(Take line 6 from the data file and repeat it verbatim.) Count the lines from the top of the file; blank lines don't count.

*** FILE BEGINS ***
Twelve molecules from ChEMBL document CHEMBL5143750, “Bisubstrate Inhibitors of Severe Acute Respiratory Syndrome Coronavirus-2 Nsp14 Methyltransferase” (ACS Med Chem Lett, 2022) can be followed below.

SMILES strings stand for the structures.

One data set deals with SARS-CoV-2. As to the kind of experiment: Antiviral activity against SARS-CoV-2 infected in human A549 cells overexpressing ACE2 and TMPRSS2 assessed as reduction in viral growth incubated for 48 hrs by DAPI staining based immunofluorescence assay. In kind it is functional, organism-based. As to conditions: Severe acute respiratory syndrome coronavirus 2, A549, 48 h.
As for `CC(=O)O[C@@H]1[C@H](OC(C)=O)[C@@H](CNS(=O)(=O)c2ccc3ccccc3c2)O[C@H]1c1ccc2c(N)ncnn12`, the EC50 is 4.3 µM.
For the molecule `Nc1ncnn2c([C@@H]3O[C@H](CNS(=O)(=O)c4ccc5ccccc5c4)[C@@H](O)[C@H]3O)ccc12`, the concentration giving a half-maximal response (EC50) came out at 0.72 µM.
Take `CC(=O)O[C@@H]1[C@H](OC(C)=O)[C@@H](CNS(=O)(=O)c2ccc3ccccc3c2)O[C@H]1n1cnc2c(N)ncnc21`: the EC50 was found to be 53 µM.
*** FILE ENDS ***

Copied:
Take `CC(=O)O[C@@H]1[C@H](OC(C)=O)[C@@H](CNS(=O)(=O)c2ccc3ccccc3c2)O[C@H]1n1cnc2c(N)ncnc21`: the EC50 was found to be 53 µM.